No one, especially a trans person, is obligated to disclose their story before they are ready

Surpassing Certainty begins when Mock is nineteen years old, shortly after she completed her medical transition in Thailand. During the period of her life covered in the memoir (ages 19–25), she struggled with whether or not to reveal her identity as trans to those around her, especially romantic partners and friends, and wondered how relevant this disclosure was to these relationships. Yet, she grappled with the cultural stereotype of what transgender writer and activist Julia Serano refers to as the “deceptive transsexual” — the trans woman who “passes” and deceives men into romantic relationships by not disclosing this aspect of her identity. This stereotype falsely implies that trans women are not really women, but dishonest men. The fear of being perceived as a “deceptive transsexual” keeps Mock in her marriage with Troy longer than necessary based on her fear that no one else will love and accept her for who she is, that she will be seen as freakish, inhuman, and unworthy.

Mock’s description of this period of her life troubles the concept of “passing” as it relates to transgender people. “Passing,” in the context of gender identity, refers to the experience of being perceived as a member of a gender category one is not and is defined on the basis of normative standards of appearance for that gender. In other words, the test of whether one is “passable” is based on standards of beauty and appearance for cisgender (non-trans) women and men. Historically used to refer to black Americans who crossed the color line by passing as white, such as the protagonists of Nella Larsen’s novels, the concept of “passing” cannot simply be imposed upon the experiences of transgender people. As Mock points out, if someone is living as the person they know themselves to be, then they are not “passing.” Mock identifies as a woman and lives her life as a woman. Therefore, she is not “passing” as someone she is not — she is being her authentic self.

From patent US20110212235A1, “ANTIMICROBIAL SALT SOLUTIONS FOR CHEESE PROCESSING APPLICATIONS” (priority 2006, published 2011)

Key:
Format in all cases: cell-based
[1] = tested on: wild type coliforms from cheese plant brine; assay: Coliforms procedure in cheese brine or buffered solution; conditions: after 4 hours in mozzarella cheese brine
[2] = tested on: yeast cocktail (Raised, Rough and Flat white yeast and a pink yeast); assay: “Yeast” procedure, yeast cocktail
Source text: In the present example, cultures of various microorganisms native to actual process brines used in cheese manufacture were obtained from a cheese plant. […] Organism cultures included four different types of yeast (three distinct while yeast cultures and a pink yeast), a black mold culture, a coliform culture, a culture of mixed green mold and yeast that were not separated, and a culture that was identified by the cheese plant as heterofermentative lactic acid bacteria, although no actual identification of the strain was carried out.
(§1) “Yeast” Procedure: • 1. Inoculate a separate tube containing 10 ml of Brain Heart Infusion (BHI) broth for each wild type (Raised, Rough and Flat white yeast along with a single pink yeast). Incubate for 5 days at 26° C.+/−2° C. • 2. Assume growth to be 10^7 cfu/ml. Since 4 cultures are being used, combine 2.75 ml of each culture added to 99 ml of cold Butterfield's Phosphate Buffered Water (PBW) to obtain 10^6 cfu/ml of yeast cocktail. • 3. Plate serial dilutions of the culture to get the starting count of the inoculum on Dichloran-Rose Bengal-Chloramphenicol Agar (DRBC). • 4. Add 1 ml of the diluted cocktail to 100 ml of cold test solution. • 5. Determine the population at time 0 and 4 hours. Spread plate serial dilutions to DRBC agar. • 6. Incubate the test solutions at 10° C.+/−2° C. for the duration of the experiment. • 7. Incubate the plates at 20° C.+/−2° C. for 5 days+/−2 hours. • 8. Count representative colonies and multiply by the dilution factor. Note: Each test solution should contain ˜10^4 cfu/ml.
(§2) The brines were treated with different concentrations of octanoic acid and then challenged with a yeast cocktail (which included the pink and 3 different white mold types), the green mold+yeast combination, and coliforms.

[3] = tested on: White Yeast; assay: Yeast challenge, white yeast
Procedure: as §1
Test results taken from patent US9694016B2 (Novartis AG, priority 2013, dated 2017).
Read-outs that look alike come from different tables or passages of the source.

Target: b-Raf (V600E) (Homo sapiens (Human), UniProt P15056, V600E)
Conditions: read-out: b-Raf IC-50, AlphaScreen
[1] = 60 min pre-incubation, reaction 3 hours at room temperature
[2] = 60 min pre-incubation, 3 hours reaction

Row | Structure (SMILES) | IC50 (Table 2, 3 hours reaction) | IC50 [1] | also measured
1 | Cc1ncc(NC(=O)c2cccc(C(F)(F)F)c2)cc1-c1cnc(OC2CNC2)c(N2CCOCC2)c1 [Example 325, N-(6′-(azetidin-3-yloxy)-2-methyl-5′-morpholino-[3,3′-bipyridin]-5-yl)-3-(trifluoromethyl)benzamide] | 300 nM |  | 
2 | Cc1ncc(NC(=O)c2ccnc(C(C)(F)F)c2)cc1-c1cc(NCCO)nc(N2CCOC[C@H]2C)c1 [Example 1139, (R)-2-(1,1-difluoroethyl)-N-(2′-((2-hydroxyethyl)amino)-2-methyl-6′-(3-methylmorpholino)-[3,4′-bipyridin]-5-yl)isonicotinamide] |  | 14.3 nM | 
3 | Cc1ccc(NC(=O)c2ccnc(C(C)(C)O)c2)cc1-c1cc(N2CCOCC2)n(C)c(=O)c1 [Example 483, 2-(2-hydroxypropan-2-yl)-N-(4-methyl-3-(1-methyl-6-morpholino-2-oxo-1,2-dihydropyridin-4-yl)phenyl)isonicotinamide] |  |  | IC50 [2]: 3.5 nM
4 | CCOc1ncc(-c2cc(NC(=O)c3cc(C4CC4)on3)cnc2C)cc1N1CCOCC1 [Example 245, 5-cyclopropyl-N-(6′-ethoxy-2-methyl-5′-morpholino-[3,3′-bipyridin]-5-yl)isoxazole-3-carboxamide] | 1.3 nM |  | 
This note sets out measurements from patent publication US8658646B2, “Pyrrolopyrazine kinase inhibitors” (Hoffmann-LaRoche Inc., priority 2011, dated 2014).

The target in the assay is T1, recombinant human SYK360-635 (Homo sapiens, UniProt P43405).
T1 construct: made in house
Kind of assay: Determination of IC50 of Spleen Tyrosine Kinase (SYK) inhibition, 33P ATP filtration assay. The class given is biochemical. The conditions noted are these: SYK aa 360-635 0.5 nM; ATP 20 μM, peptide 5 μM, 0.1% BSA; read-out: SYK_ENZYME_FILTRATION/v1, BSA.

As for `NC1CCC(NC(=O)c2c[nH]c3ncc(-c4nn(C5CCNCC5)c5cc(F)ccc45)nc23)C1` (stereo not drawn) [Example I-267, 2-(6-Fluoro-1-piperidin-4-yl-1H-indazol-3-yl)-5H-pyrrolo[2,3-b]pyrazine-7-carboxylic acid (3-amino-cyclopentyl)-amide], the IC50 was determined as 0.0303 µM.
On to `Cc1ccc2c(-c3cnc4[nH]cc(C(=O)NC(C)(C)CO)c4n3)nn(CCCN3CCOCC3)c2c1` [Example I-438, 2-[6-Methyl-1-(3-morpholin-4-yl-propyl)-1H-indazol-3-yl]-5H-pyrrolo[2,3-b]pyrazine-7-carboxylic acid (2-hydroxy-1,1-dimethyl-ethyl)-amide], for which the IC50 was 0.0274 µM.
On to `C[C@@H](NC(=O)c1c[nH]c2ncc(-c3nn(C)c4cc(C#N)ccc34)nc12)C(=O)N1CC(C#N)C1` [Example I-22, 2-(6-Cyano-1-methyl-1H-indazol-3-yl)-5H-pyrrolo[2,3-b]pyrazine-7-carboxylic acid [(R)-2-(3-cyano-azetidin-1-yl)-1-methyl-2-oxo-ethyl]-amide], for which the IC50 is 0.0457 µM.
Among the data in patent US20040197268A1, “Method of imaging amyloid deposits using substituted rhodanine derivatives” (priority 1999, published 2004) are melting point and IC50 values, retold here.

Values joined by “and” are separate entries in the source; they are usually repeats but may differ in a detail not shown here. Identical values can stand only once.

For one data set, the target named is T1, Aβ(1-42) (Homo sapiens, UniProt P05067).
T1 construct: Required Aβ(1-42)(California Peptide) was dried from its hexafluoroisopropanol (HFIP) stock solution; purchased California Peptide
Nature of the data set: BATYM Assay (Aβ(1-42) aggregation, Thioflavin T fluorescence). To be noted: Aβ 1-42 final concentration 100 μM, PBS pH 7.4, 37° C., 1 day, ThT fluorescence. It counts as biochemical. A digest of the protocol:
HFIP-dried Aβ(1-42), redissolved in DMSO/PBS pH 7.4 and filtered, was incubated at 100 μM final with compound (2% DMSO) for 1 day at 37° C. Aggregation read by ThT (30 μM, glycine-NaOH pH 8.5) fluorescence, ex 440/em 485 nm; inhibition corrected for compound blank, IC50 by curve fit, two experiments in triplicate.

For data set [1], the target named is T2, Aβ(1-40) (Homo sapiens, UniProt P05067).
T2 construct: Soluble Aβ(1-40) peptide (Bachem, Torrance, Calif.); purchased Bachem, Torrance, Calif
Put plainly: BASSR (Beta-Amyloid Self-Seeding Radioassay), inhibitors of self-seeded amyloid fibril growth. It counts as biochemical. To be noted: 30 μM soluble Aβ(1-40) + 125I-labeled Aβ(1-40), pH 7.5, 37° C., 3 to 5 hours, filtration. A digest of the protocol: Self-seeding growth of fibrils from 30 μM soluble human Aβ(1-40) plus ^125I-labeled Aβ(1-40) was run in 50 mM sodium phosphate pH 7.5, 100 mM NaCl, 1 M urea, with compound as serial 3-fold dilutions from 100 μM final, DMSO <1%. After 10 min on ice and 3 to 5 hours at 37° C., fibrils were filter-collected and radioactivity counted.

While Mock questions the accuracy of describing trans people as “passing,” she is also clear that her appearance — namely the fact that people read her as a cisgender woman — gives her privilege that not all trans women possess. She refers to these unearned assets as the privilege of disclosure and the privilege of selective openness, meaning that before she was publicly “out,” she had the ability to choose when, where, and to whom she would reveal her identity. Trans women who are “clocked” (read as trans) based on cisgender standards of appearance do not have the privilege to decide when and to whom they will share their identity, which opens them up to ridicule, harassment, and violence.